Evangelism

This Week's Recommendations

This Week's Recommendations

1.       A Visual Journey of How Amazon Became the World's Biggest Retailer: This is an interesting as it is visually compelling.

2.       My Son's Down Syndrome Showed Me the Real Imago DeiThis is a well written and important article. Corey Latta reflects, "The longer I looked along the beam of my experience with Down syndrome, the more I realized that my propensity for sin was enhanced by an intellect, cunning, and premeditation wonderfully absent in my brothers and sisters who have it. People with Down syndrome neither understand nor practice malice, greed, jealousy, or deception the way others do. They speak out of an unmasked honesty. They love without the pretentious and self-protective impairments that taint our relationships."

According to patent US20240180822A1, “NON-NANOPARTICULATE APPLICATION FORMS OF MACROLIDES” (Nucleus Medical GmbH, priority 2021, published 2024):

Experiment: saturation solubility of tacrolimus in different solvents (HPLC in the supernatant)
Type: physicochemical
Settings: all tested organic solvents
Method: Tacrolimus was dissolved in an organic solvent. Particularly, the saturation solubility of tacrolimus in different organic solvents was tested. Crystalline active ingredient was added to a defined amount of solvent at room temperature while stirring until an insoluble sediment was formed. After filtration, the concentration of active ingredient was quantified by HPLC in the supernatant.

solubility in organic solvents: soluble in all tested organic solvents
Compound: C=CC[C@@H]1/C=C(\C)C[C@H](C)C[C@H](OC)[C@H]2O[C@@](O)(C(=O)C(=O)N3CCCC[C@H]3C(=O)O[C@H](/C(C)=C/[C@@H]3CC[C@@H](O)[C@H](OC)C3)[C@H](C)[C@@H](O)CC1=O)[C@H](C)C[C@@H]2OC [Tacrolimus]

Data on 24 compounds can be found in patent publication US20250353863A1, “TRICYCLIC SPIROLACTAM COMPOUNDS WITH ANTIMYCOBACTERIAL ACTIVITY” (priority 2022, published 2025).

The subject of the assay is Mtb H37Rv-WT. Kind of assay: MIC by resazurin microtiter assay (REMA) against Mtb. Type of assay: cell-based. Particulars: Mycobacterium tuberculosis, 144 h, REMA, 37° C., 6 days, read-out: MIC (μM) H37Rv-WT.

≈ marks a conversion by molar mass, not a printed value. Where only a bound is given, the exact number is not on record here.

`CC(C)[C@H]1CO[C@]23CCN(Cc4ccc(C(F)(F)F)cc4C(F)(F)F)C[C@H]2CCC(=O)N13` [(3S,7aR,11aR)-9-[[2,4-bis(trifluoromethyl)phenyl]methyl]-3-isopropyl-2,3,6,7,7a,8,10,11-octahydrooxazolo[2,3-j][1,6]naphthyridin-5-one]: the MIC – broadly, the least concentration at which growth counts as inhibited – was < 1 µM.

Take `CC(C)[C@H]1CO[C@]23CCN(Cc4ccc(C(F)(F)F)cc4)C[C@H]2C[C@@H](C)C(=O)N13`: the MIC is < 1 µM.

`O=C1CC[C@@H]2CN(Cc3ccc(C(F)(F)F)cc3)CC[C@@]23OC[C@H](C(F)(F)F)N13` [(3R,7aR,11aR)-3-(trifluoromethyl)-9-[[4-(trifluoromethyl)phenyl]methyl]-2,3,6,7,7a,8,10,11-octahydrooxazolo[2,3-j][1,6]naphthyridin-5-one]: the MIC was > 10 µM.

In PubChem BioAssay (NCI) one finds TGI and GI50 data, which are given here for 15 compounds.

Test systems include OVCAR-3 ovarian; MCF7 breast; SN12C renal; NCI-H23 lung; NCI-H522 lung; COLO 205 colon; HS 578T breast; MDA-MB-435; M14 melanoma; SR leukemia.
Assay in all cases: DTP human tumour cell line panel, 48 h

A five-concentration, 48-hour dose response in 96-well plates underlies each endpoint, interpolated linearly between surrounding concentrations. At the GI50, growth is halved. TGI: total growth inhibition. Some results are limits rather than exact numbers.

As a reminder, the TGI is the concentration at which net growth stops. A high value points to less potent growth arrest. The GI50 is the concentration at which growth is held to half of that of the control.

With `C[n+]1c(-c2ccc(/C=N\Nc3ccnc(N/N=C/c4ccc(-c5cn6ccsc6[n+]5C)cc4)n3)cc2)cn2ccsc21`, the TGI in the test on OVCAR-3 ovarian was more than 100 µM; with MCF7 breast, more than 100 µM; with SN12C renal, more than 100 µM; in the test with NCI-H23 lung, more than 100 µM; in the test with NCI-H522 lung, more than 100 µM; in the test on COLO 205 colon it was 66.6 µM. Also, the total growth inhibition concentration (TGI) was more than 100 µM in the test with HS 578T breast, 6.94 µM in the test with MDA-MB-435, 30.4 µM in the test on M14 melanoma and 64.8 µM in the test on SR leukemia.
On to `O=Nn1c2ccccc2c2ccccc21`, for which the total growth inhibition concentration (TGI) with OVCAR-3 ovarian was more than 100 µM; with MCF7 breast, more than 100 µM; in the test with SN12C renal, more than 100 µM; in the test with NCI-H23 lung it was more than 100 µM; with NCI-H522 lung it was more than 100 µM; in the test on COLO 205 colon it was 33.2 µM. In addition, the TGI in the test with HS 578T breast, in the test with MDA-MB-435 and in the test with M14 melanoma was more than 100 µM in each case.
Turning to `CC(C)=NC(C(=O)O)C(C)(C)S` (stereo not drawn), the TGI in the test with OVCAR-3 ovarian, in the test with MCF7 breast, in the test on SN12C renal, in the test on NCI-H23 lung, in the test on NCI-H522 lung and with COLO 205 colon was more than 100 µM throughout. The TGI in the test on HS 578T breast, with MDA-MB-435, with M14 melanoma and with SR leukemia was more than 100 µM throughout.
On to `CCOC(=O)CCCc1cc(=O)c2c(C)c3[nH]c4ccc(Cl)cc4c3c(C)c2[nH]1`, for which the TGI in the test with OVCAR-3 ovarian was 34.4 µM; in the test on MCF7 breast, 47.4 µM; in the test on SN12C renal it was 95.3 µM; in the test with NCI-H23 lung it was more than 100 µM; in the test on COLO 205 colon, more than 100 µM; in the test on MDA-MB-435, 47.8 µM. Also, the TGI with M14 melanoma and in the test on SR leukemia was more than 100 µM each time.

3.       Why God Still Works Through Fools Like Sampson: Fred Smith minces no words on what he thinks of Sampson and what that tells us about God, "The writer of Judges doesn’t hide any of that or even attempt to justify or condemn his behavior. It is not a tale with a moral. It is not a warning. It is simply a puzzling illustration of how God’s ways are not ours. But if there is hope for Samson, there is hope for us when we have misused our strengths, wasted our gifts, not lived up to God’s calling, and even harmed our friends and family. God can redeem and he does."